Pierce County educators breathed a collective sigh of relief Monday morning after hearing from U.S. Sen. Patty Murray that the No Child Left Behind system that governs K-12 education could soon be history.
The NCLB Act, which dates from 2001, has long been a thorn in the sides of educators, who see it as punitive and unhelpful. All schools and all students were supposed to meet standards on state tests by 2014.
When that lofty goal remained unmet, parents at nearly 90 percent of Washington state public schools received letters telling them that their child’s school was failing.
“NCLB is not a law that works,” said Murray, the top Democrat on the Senate education committee and one of the chief architects of the proposed new law. “Parents got a letter. Which does nothing.”
Murray and officials from several Pierce County school districts met at the Willard Early Learning Center in Tacoma to talk about what will happen next.
Murray said the new bill should be filed soon in both houses of Congress, approved, then sent to the president for his signature. The hope is that NCLB will be replaced “within three weeks,” Murray said.
The new version, which received a 39-1 endorsement from the bipartisan Congressional conference committee working to reconcile House and Senate versions, curtails federal authority over schools and puts states and school districts back in the driver’s seat.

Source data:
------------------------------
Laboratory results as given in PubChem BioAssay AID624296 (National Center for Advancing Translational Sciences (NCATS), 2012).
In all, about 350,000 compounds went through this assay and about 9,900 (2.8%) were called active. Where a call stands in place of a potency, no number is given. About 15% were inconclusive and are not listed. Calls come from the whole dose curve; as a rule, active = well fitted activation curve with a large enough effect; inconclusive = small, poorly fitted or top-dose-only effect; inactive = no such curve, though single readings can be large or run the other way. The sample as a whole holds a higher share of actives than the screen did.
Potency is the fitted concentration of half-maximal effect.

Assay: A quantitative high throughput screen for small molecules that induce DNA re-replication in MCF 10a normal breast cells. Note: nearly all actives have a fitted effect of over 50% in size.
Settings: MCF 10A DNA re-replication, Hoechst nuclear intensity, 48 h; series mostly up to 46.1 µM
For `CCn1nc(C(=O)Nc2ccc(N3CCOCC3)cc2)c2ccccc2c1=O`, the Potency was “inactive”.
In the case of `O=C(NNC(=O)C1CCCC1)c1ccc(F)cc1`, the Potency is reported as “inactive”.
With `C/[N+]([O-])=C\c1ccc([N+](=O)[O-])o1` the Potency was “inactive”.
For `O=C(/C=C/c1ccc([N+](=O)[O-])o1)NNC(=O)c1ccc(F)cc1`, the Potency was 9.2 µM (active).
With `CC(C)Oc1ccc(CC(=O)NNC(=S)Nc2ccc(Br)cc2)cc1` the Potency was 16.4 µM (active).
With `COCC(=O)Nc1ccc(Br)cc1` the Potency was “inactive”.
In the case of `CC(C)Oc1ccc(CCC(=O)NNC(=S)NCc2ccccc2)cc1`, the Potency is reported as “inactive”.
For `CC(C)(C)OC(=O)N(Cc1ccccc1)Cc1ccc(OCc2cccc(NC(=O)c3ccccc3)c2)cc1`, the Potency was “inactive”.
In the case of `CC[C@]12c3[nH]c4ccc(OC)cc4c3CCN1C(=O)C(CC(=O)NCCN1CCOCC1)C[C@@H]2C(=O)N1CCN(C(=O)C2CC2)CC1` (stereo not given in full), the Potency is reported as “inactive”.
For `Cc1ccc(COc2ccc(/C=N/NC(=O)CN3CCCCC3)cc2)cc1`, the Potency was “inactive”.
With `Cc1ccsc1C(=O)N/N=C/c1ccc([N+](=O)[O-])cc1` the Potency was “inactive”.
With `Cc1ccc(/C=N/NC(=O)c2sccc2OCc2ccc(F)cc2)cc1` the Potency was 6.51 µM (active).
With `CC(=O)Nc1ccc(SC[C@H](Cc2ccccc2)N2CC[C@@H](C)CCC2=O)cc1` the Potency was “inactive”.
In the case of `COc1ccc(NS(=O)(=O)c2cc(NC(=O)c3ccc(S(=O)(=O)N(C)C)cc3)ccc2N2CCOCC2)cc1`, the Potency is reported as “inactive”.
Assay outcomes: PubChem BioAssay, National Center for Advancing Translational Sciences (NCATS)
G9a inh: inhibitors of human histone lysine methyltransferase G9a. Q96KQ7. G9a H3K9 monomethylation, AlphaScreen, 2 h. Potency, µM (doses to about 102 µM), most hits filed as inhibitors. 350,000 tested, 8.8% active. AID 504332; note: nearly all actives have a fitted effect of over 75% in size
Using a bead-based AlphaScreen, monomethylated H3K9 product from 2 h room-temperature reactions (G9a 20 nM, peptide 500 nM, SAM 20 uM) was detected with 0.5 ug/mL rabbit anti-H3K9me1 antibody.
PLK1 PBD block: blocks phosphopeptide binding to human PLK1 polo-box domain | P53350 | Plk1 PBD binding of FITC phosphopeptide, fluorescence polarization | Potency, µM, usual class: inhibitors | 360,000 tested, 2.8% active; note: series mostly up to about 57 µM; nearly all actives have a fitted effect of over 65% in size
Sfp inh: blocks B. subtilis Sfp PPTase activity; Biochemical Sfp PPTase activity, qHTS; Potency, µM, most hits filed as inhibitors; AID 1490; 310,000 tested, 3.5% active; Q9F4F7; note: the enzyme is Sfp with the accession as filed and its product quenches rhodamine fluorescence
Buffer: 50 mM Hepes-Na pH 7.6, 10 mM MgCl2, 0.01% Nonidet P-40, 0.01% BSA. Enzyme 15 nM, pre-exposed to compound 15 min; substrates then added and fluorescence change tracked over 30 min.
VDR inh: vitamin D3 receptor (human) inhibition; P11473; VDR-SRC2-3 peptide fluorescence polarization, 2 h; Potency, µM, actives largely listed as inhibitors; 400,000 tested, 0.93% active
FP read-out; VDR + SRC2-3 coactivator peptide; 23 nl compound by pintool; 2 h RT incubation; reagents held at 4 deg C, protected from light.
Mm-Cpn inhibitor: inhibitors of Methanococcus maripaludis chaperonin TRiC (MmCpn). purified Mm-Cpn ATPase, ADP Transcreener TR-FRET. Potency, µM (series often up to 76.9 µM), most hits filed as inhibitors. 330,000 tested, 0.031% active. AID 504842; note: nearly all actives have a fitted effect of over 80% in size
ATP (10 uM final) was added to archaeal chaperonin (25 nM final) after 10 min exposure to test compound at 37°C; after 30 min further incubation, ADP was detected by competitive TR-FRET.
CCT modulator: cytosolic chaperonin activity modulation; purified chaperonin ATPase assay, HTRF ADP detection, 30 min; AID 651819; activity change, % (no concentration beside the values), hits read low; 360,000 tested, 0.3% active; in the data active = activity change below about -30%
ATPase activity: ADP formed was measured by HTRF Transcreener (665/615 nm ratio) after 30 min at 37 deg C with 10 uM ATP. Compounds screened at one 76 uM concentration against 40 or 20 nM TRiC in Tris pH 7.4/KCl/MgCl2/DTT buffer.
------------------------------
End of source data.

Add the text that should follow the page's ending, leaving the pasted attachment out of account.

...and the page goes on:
Testing requirements are ‘much less high-stakes’
Sen. Patty Murray
Annual testing requirements remain in place. But states, rather than the federal government, will develop their own ways to hold schools accountable for test results.
Test scores also will continue to be reported for various segments of the student population, such as ethnic, racial and income groups.
Murray said the new version of the law contains no federal mandates to tie teacher evaluations to test results — although it will remain an option for states that want to do so.
That mandate played a major role in Washington state, which lost its federal waiver from certain provisions of NCLB because it failed to adopt a teacher evaluation system that met federal guidelines.
As a result, local school districts lost control of dollars aimed at helping impoverished students. In Tacoma, an estimated $5 million was taken from supporting preschools and redirected to provide tutoring from private companies and other services.
Tacoma Public Schools officials anticipate that if the new law passes, that money will again be available for the district to use.
“We will not have to hire outside people, and we’ll be able to target the money much more quickly to focus on early learning and literacy,” Tacoma School Board member Karen Vialle said.